Called Eccentric(s) travail in situ, the exhibit is part of Monumenta, an annual program that invites one world-renowned contemporary artist to create something spectacular in the building’s central cavity. Dating back to the 1900 World’s Fair, the palace is a challenging venue for sure, with 15,500 square metres of floor space to fill.
The fifth artist to receive the invite, Buren has taken over the nave with a forest of translucent plastic discs in blue, green, yellow and red, each one held up by iron legs. When the light from the vaulted glass roof pours in, visitors find themselves under a canopy of changing colours. Buren also added blue glass panels to the building’s central glass dome.
Buren is known for his massive public space projects. The 74-year-old French artist started out in the 1960s as a conceptualist. He became famous in the 1970s for creating public works using striped awning fabric commonly used at cafés and bistros around Paris.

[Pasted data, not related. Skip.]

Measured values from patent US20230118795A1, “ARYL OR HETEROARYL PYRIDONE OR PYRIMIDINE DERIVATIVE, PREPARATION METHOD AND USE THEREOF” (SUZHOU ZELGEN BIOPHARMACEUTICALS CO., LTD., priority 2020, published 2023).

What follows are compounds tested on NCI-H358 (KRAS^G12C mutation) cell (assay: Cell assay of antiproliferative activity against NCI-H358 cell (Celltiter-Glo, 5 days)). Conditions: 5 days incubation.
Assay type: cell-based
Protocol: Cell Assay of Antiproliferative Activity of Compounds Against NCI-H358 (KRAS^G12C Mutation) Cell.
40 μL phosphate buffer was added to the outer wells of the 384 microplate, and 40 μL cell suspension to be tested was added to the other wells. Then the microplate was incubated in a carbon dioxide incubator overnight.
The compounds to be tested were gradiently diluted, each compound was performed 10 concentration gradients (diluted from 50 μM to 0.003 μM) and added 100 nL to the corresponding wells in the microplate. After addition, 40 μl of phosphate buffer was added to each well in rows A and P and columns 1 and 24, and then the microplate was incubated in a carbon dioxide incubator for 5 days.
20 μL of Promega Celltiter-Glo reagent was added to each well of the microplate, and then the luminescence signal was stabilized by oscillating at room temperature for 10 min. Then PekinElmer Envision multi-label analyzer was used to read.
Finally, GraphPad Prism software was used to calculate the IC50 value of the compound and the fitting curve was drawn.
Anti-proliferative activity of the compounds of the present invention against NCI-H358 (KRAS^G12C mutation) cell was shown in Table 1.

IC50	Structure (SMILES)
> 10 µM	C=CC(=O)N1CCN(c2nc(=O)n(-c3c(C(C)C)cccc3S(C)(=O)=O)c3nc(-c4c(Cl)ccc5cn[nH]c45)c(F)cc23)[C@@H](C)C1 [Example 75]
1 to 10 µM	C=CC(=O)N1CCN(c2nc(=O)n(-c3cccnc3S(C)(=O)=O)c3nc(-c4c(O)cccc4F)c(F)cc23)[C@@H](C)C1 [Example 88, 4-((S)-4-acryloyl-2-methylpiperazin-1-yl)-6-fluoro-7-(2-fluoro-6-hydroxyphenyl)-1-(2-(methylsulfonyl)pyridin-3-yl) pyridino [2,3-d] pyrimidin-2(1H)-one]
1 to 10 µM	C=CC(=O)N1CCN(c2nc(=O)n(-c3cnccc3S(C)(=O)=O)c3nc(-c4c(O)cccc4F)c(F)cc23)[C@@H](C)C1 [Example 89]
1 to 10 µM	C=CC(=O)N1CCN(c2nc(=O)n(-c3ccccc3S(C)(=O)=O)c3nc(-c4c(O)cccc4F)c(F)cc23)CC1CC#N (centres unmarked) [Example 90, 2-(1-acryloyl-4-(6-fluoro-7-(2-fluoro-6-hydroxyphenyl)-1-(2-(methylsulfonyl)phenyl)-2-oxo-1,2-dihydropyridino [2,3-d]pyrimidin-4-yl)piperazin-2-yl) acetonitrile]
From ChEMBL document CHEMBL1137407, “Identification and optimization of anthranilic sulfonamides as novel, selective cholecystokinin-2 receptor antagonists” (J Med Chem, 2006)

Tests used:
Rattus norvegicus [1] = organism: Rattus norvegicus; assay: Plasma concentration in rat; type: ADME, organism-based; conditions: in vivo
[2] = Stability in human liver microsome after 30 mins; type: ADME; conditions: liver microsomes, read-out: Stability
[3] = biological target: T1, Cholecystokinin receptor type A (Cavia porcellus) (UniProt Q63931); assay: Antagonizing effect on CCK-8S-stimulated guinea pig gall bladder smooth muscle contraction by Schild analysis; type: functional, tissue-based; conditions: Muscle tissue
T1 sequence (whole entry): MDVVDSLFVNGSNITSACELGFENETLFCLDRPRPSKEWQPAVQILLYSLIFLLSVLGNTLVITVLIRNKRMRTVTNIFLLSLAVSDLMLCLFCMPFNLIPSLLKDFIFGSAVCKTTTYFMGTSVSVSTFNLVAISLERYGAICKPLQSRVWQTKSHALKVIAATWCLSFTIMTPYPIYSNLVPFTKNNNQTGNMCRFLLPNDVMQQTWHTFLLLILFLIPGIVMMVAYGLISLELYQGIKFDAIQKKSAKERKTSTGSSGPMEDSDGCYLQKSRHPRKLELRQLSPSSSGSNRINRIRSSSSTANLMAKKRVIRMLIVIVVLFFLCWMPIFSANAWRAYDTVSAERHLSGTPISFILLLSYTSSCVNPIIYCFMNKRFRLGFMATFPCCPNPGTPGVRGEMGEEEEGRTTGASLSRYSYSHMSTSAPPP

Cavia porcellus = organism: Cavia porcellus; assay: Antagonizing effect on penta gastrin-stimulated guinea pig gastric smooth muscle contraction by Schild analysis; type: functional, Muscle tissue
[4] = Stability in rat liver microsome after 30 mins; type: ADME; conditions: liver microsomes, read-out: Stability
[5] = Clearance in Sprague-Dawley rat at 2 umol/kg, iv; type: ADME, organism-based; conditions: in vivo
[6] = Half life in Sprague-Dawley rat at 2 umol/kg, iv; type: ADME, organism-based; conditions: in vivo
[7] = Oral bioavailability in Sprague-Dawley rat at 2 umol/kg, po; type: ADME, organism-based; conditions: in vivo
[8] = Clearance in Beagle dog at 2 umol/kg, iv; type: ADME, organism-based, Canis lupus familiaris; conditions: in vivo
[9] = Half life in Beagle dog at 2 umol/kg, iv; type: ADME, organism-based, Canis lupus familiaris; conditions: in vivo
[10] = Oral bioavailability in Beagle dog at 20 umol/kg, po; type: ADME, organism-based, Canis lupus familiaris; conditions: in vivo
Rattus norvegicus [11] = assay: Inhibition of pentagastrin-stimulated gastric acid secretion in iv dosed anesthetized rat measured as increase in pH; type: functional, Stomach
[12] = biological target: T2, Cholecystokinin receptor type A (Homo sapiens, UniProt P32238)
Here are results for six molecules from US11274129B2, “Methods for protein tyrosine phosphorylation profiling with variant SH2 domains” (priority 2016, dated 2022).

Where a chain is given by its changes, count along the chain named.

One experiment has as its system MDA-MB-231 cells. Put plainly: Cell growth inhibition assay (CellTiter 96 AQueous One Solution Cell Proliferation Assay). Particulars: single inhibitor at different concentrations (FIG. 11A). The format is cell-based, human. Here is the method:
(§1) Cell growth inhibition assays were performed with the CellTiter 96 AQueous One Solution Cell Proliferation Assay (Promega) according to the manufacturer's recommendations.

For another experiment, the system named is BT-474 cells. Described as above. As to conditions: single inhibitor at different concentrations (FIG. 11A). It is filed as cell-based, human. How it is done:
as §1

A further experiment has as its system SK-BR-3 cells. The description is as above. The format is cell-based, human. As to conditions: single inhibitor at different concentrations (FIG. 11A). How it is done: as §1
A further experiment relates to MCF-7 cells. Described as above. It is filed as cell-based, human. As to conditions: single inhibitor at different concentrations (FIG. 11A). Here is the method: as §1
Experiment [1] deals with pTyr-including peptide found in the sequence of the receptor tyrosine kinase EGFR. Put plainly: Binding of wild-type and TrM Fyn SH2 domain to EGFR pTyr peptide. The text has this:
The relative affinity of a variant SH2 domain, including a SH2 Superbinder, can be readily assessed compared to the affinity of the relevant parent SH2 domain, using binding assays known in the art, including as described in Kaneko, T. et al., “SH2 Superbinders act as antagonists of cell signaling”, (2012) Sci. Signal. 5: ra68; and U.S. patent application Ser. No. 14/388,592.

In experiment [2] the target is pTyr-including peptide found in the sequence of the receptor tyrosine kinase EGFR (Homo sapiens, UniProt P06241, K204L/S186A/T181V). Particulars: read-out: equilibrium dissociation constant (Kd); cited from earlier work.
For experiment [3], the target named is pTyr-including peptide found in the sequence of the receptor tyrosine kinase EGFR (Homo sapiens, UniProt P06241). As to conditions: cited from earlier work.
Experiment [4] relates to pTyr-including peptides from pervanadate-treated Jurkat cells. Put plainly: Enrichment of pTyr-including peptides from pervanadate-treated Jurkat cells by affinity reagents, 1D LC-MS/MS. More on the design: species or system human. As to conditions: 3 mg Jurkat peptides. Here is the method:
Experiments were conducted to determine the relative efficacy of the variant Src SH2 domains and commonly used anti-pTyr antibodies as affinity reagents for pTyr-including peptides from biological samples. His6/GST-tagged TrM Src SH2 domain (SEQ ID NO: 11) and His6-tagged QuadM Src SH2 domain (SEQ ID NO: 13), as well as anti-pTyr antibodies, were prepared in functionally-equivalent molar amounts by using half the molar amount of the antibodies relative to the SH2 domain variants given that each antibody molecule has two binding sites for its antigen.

Eventually white and bold-coloured stripes (most often red) became a defining feature of his work, and for decades his public installations consisted of either stripes painted onto buildings and plazas, or striped banners that were hung in ways that redefine public environments.
Recently, his pieces have become more sculptural, and he has collaborated with such architects as Jean Nouvel, with whom he is conceiving a public space in Colle di Val d’Elsa, Italy. He is also working with a group of architects and designers on a new tram line, expected to be completed in 2013, for the French city of Tours.
Eccentric(s) travail in situ is on view at the Grand Palais des Champes-Elysées in Paris until June 21, 2012.